Figured out your kids' Halloween costumes yet? The holiday season is almost upon us — the candy, then the pies, roasts, hors d'oeuvres, champagne, and finally the resolutions. Before it begins, let's borrow a play from the political playbook and move our first primary event of the season a week earlier. I'm talking about Food Day.
Like Earth Day, an environmental holiday celebrated annually as a consciousness-raising event in schools since 1970, Food Day — being observed for the first time today — hopes to raise awareness of how America eats and why. The overarching goal is to promote healthy, affordable food produced in a sustainable, humane way.
Created by the independent, nonprofit Center for Science in the Public Interest, Food Day offers something for everyone. It can involve simply heightened awareness of what, where, and when you eat. How many food ads do you see in a day? How is your food packaged? How far did it travel to reach you? Is it nutritious?
Food Day can also be a day of personal action.
Some light lifts: eat an apple, reject a soda and drink water instead; rent the documentary "Food, Inc." to learn more about our industrial food supply; read nutrition labels; join the "Meatless Monday" movement; support a local farmer's market; or visit websites like healthyfoodaction.org and the Johns Hopkins Center for a Livable Future (http://www.jhsph.edu/clf/) to learn more about food policy and advocacy opportunities.
To improve student health, let your PTA know that you'd prefer the kids not be incentivized to peddle fudge and frozen pizza. Ask shopkeepers to remove junk food from the checkout areas and to remove sugary add-ons from the produce area. (Have you seen the caramel coating sold near the apples, and the marshmallows near the yams?) Write to your school board members and request healthier school lunches and vending machine snacks. Join the booster clubs that thrive on concession sales and develop better alternatives.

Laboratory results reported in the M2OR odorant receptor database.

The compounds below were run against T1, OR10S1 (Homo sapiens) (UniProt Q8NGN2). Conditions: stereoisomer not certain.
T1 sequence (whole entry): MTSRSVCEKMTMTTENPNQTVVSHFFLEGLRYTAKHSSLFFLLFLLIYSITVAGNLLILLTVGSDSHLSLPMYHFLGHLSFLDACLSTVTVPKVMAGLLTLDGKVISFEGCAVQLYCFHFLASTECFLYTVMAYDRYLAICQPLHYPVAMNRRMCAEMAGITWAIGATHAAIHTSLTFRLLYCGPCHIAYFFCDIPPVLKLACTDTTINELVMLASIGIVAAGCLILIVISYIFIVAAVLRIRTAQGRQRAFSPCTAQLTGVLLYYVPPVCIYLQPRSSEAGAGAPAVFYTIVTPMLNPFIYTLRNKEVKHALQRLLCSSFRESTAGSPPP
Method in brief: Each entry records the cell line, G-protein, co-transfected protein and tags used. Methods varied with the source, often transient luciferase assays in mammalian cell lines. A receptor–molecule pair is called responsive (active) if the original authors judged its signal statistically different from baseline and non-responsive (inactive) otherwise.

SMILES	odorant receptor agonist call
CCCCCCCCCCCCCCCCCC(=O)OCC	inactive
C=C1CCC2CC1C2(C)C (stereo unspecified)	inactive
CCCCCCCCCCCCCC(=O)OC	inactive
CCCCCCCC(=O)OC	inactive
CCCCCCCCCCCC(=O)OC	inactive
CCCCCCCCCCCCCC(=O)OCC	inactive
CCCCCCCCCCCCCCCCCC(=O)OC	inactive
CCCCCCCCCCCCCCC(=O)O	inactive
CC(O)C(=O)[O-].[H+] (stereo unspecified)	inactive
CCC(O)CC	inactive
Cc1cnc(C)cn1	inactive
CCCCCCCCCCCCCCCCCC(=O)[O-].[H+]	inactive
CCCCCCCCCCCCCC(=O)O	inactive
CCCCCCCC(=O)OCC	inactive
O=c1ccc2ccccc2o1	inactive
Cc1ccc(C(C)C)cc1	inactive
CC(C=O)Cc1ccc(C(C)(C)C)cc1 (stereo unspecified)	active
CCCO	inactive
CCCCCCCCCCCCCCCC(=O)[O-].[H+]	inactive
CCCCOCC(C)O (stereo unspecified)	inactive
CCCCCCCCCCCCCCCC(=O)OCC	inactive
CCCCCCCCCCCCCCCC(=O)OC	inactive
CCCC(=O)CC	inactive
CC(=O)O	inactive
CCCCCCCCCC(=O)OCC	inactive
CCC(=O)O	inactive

Food Day is about more than personal health. Yes, thinking about the industrialized food system is, frankly, unappetizing, but we avert our eyes at our own peril. Consequences of America's relationship with food include not only obesity, diabetes and heart disease, but also environmental harms, global food shortages, the rise of antibiotic-resistant bacteria, pesticide consumption, hormones in the meat supply, exploitation of industrial food workers, animal cruelty, personal economic impacts, and the spiraling cost of health care. Because everyone eats, everyone can make a difference.
When I was little, cigarette smoke was everywhere. It saturated elevators, planes, restaurants, stores, trains, buses, even hospitals. My generation grew up and changed the toxic environment with a long, hard fight and lots of public education. I tell my kids, "Food will be the fight of your generation. Just as our parents, who loved us, allowed us to be subjected to smoke, we have allowed your generation to face obesity, disease, and the expectation of shorter life spans than our own, all because of how we eat in this country."
In the past, kids would be excited by an occasional lollipop from the bank teller. After their soccer games, kids ate sliced oranges. Today, even the office supply store has a candy aisle, and sports fields are strewn with juice wrappers. Sadly, we must teach our children to recognize marketing tactics and to maintain constant vigilance in the face of relentless temptation, ridiculous portion sizes, and fatty children's menus.
As I write this, I hear the familiar jingle of the ice cream truck and am reminded that I haven't figured out the Halloween costumes or treats yet. Too much on my plate, I suppose.
We are not powerless to change this story. Help spread the word about Food Day. Review the menu of options and take part. Together, let's make the upcoming holiday season joyful, fortifying and healthier. Our kids will thank us one day.
Dr. Jean Silver-Isenstadt, a resident of Laurel, is executive director of the National Physicians Alliance. Her email is email@example.com. Information about Food Day is available at http://foodday.org/.Copyright © 2015, The Baltimore Sun